Patrick McSweeney


 

At Last, a Debate on Sprawl

Inefficient patterns of development contribute to pollution, traffic congestion and local fiscal stress. With the election of Tim Kaine, suburban sprawl has finally become a statewide issue.


 

Virginia has a sprawl problem. There is no doubt about it. The initial question, however, is whether it is real or imagined.

 

The pattern of suburban development has had certain unmistakable impacts. It made suburbanites more dependent on automobiles, added to the average number of daily automobile trips, elongated commuting distances, contributed to worsened air quality and substantially increased the per capita burden of street maintenance cost because the number of lane miles in the state highway system increased exponentially.

 

Public transportation has been made less cost effective because of the distribution patterns in Virginia ís suburbs. The cost of providing other infrastructure has also increased disproportionately.   Sprawl has also displaced what were once forests and farmland at a dramatic rate. Larger lot sizes and the areas needed for automobile travel, including roads, driveways and parking lots are the leading causes of this displacement.

 

The cost of sprawl measured by adverse impacts on natural streams and the cost of governmental programs to address those impacts is enormous. Where streams formerly meandered within their ancient banks, we now see huge, channelized rivers constructed with substantial taxpayer funding in a futile attempt to deal with the heightened runoff from land cleared for suburban development. We hardly bother to measure the environmental cost of the loss of these natural streams, as well as the forests and fields that had retained some of the rainfall, slowed the rate of runoff and allowed normal recharge of aquifers. Oh, did I neglect to mention the loss of flora and fauna?

 

Virginians, like their compatriots elsewhere in the United States, are of two minds about sprawl. They decry the effects, but are unwilling to take the painful steps necessary to stop it. They favor increased spending for public transportation, but generally will not abandon their own automobiles to use it. They want to retard new subdivisions, but only after they have their own homes on large lots.

 

Even if suburban sprawl isnít a major cause of congestion, air pollution and inefficient use of land around Virginia ís major cities and in Northern Virginia , it is a major political issue. Many Virginians view sprawl as an undesirable condition. Because of that perception, controlling suburban growth became the sleeper issue in the 2005 gubernatorial election.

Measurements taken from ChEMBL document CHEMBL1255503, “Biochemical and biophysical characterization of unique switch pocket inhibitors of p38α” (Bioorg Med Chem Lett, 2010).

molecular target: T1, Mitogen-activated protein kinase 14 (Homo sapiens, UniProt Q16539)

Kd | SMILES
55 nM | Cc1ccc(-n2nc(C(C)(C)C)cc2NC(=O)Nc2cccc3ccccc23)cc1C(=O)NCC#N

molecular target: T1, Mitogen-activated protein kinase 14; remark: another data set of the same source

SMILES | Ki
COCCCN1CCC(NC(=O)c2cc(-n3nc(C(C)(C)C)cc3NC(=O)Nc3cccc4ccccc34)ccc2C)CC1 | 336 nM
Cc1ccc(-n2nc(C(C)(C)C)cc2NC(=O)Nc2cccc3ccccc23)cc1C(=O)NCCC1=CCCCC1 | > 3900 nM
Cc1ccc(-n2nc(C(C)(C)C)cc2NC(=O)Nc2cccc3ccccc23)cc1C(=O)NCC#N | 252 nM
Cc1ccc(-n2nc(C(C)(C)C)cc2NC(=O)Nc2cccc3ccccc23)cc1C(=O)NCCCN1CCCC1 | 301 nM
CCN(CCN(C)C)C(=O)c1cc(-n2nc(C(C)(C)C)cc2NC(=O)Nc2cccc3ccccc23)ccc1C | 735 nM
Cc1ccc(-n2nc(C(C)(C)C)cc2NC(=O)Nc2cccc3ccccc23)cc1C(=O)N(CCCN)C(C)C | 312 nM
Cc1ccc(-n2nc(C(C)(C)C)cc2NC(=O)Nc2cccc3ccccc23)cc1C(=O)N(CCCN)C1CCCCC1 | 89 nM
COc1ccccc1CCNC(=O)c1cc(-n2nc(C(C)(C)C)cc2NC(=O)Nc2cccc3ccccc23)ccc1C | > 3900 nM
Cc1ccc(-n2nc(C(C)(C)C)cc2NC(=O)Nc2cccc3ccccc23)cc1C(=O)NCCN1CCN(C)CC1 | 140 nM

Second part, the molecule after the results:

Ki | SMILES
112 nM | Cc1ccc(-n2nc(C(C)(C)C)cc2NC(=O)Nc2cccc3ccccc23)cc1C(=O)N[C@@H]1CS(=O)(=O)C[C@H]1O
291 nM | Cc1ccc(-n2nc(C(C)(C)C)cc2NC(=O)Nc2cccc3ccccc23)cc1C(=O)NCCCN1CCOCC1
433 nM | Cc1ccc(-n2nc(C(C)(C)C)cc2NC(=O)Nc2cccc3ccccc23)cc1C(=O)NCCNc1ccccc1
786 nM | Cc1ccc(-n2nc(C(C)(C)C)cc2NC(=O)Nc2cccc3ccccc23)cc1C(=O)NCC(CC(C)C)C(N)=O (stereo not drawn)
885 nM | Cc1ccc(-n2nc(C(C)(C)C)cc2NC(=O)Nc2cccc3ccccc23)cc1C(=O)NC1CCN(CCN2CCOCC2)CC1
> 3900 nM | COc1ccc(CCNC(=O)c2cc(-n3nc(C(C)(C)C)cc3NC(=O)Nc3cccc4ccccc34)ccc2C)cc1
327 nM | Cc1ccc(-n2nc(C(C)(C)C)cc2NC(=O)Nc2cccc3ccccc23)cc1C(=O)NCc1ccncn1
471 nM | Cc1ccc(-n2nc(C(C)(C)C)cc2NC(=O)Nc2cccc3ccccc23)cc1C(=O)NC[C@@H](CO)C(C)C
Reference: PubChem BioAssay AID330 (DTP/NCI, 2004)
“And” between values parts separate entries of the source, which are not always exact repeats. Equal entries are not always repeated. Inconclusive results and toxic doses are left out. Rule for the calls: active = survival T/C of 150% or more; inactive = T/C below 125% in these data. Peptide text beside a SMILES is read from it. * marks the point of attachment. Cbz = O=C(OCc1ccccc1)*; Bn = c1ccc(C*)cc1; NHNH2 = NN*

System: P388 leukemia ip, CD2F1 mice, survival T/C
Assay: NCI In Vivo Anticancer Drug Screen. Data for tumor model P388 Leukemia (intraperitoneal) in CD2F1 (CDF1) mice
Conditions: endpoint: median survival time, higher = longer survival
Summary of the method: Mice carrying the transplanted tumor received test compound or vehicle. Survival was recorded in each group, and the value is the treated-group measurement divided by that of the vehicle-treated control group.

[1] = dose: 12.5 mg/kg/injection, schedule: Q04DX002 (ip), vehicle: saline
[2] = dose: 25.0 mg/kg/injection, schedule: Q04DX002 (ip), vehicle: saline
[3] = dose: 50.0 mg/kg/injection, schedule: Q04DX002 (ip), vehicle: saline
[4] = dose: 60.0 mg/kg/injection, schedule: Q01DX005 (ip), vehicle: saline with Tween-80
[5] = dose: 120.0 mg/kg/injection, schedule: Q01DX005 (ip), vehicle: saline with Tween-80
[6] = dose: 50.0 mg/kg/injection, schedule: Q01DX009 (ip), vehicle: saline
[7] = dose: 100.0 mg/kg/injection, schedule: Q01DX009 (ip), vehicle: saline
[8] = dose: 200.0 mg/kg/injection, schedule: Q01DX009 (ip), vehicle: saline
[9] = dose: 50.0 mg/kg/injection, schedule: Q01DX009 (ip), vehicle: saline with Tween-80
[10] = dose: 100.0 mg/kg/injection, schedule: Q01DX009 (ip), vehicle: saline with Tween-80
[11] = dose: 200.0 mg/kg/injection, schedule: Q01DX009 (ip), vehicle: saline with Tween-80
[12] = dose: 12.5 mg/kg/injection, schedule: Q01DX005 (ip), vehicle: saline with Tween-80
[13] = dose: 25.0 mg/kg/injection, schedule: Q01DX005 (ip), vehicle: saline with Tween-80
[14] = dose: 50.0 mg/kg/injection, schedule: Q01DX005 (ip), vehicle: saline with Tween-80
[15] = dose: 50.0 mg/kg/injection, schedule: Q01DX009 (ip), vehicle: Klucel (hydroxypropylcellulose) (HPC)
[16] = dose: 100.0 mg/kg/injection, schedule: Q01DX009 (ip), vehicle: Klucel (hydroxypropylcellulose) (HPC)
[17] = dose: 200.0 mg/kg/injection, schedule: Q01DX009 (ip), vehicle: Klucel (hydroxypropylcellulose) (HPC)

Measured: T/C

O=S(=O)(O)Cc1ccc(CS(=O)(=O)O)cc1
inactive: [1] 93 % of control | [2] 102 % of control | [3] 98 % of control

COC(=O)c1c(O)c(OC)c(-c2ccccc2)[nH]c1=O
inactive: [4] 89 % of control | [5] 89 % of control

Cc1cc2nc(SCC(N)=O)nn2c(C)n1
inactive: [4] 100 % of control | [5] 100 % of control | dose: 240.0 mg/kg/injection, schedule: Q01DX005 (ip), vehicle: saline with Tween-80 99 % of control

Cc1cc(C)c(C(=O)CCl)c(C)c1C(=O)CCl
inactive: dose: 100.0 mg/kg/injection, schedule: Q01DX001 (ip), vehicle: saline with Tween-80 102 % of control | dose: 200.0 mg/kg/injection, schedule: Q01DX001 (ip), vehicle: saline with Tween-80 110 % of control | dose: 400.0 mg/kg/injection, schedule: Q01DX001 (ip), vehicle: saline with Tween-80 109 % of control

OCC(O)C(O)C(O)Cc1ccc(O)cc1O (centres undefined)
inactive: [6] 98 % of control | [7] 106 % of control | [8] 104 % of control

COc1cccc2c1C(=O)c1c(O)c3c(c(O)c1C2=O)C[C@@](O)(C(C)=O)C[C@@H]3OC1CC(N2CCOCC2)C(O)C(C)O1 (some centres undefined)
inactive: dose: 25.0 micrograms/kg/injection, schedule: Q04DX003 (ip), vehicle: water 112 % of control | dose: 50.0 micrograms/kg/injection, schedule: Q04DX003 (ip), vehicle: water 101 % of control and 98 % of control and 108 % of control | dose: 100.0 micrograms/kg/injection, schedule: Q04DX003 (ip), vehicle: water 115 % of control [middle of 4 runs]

Tim Kaine gambled that the voters in battleground suburban precincts were more inclined to conclude that their daily frustrations with traffic are a result of poor governmental planning than the consequence of insufficient funding for construction of new transportation facilities. It appears that Kaineís gamble paid off.

 

Kaine advocated giving local governing bodies the authority to reject applications for new residential subdivisions, new shopping malls and other development when the public infrastructure, particularly transportation facilities, were not available. Kilgore proposed funding new road construction to ease the commuting pains of suburbanites residing around Washington, D.C.

 

Neither of the gubernatorial candidates offered a solution to the congestion problem. Kaineís proposal encourages local governing bodies to act irresponsibly by pushing the problem off on no one in particular. Kilgoreís might, at the very most, have eased commuting travel in the short run only to make it worse in the long run.

 

We will never solve our suburban congestion problem without addressing the sprawl issue. Roads canít be built fast enough to meet the rising demand. Mass transportation solutions will be more expensive than users and taxpayers will tolerate.

 

The subject deserves more attention than permitted here. The options I intend to explore in future commentary wonít be painless. Nothing short of radical change will do.

 

-- December 12, 2005

 

 

 
 

 

 

 

 

 

 

Contact Information

 

McSweeney & Crump

11 South Twelfth Street
Richmond, VA 23219
(804) 783-6802

[email protected]

   mcbump.com

 

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